Wednesday, December 27, 2017
My Favorite Week of the Year
Yes, it's the third day of Christmas, but you didn't expect me to continue counting all the way to Three Kings Day, did you?
To count or not to count?—regardless, this is still my favorite week of the year. With the frenzy of holiday shopping past, the saner sort among us may now sit in peace and enjoy the fruit of our labors. Though we Americans will never quite stack up to our book-loving Icelandic neighbors, nor we Californians-so-done-with-Christmas to the descendants of the Christmastide-loving Irish ancestors nearly one out of every thirteen of us claim, at least this one family (ours) enjoys the peace that comes with the week between Christmas and New Year's Day.
This is the week I enjoy getting everything in order to close out one year and invite in the next. That is a tradition I began years ago, while still working for a local agency. No meetings were scheduled for that quiet week—after all, most folks preferred to take the week off work—and top of my list became pulling out the new calendar and filling in the must-do categories. I'd block out the hours for regular meetings, classes, other group events. Then came notations for repeated tasks—monthly reports due, for instance—and plans for new projects to attempt in the upcoming year.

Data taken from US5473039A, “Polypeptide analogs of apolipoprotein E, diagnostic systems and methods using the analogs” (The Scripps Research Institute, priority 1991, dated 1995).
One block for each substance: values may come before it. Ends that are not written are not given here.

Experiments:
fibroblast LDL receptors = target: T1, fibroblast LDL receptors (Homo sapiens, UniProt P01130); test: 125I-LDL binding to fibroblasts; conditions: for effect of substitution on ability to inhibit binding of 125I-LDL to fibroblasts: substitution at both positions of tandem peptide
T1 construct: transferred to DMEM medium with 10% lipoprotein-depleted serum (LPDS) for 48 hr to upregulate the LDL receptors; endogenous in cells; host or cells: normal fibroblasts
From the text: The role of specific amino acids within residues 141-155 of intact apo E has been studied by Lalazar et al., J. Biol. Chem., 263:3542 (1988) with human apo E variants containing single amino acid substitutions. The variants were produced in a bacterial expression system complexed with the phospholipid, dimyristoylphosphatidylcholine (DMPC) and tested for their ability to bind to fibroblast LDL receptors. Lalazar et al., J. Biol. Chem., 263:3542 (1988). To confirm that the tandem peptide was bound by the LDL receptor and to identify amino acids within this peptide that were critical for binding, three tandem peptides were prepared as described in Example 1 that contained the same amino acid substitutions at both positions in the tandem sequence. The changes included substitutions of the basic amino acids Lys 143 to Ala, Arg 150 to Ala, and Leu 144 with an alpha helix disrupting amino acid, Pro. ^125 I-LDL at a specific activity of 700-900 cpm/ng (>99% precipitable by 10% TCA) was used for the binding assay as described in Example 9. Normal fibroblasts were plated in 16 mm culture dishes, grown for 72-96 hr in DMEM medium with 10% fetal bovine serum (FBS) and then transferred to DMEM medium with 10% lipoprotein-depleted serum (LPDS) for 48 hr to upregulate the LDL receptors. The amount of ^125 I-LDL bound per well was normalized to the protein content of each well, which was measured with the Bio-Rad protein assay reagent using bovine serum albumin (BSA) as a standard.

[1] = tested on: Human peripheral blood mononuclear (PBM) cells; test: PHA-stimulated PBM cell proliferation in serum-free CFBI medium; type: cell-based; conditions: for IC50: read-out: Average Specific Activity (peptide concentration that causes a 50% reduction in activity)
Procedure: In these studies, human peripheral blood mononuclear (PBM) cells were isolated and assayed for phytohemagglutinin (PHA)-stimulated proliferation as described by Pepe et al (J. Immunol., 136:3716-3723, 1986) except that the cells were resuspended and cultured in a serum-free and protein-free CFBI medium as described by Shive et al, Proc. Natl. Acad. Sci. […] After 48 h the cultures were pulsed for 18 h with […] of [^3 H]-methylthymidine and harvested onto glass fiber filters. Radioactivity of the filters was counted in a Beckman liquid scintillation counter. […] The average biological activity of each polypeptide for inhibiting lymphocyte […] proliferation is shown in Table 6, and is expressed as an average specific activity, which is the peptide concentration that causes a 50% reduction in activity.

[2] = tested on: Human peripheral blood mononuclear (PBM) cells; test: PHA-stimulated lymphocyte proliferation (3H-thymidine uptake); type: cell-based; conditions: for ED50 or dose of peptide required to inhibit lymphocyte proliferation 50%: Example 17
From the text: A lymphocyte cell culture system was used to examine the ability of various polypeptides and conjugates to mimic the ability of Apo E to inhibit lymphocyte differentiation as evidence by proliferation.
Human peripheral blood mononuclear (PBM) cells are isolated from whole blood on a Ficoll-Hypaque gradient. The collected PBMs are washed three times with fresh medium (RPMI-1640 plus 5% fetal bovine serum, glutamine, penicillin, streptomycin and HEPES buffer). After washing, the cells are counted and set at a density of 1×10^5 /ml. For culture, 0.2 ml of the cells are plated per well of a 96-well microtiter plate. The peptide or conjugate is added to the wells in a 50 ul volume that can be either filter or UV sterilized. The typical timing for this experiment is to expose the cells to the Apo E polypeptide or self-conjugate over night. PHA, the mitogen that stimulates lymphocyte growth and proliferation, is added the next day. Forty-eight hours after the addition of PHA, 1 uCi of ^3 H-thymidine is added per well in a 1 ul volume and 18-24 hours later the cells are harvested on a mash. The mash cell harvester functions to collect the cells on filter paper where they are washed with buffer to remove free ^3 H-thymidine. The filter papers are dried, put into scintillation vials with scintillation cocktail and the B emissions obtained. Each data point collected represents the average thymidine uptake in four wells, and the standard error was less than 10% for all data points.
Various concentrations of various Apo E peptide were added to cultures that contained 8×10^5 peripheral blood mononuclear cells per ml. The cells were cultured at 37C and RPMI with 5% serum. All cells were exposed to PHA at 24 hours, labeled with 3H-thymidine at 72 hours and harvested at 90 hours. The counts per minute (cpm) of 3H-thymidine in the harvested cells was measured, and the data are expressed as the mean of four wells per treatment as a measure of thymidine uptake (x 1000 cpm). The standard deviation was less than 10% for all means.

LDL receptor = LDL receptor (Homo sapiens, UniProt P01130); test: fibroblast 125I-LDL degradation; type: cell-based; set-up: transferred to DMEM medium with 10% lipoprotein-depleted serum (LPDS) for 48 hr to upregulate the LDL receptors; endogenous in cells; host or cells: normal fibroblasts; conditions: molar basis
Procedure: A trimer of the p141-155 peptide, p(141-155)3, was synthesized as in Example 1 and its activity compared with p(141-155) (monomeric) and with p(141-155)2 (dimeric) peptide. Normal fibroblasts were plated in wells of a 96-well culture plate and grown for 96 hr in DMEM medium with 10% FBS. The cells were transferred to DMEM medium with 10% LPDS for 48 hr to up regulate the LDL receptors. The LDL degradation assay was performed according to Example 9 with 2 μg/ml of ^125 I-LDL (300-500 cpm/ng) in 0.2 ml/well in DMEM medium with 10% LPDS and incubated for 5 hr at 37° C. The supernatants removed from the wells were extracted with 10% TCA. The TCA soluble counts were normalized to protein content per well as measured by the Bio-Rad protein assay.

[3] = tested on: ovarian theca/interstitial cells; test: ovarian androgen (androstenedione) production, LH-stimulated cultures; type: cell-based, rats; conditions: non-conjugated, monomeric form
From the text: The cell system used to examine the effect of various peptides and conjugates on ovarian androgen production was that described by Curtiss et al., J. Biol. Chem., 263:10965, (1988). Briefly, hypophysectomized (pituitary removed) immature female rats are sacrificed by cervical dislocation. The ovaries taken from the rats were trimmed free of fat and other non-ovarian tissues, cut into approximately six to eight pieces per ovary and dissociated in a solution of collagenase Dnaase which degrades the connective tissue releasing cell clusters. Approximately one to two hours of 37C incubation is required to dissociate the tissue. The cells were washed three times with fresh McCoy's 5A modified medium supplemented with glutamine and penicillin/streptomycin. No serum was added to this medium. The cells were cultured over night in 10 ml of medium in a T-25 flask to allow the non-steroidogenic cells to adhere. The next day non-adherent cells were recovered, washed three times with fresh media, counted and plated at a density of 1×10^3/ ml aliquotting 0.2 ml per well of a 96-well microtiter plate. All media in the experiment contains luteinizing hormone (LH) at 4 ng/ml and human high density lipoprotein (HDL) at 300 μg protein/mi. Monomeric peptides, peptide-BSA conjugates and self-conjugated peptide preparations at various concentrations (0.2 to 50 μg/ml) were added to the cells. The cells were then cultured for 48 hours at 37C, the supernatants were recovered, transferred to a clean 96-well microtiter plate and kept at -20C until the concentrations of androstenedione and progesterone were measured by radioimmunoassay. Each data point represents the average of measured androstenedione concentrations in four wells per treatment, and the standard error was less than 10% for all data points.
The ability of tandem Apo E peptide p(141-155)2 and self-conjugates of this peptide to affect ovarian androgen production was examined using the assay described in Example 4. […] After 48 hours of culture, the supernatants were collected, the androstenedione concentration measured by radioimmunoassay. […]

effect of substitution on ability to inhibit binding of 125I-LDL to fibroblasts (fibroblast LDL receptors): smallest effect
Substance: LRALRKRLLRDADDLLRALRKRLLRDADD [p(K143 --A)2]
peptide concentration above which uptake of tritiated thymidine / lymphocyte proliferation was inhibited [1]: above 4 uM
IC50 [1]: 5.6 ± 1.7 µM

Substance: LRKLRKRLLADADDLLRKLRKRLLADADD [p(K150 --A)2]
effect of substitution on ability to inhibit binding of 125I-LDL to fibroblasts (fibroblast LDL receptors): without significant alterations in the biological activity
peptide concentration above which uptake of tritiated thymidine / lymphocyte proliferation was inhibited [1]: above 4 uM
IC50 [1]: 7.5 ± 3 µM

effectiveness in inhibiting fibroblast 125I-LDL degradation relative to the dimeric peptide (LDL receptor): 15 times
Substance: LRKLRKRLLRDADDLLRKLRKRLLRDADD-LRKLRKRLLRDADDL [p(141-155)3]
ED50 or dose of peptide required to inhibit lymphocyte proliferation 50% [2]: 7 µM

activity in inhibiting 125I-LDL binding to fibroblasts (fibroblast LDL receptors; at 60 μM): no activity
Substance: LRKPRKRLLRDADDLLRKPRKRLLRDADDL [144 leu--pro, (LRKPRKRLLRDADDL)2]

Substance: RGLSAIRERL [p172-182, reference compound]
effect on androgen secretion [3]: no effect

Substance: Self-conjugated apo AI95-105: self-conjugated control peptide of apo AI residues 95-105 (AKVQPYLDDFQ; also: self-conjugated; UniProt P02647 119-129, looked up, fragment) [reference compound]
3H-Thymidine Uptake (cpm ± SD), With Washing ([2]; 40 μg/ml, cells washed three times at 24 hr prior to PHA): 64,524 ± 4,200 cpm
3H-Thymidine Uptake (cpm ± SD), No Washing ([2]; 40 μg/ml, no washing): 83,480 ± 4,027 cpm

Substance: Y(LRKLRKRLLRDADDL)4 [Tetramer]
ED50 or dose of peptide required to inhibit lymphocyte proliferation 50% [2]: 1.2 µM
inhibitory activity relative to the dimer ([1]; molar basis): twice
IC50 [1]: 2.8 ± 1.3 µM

Things are so different now. I don't even use a paper calendar (though I still prefer color coding my activities); my schedule is kept—and shared—online. I'm just as likely to find myself in a meeting this week as any other time of the year. But I still appreciate the relative hush of the week. Sometimes, we just need to stop rushing and take some time to enjoy what we do have.
Recapping the year is also the best vantage point for looking forward. I'm hoping to tackle some exciting new goals and explore some new possibilities. Now is the best time to map out a reasonable route to successfully completing those plans. In the quiet of year's end, almost anything in that bright future seems possible.
Or is this just that magical afterglow of the holiday season?
Above: "Winter Landscape," oil on panel (before 1634) by Dutch artist Hendrick Avercamp; courtesy Wikipedia; in the public domain.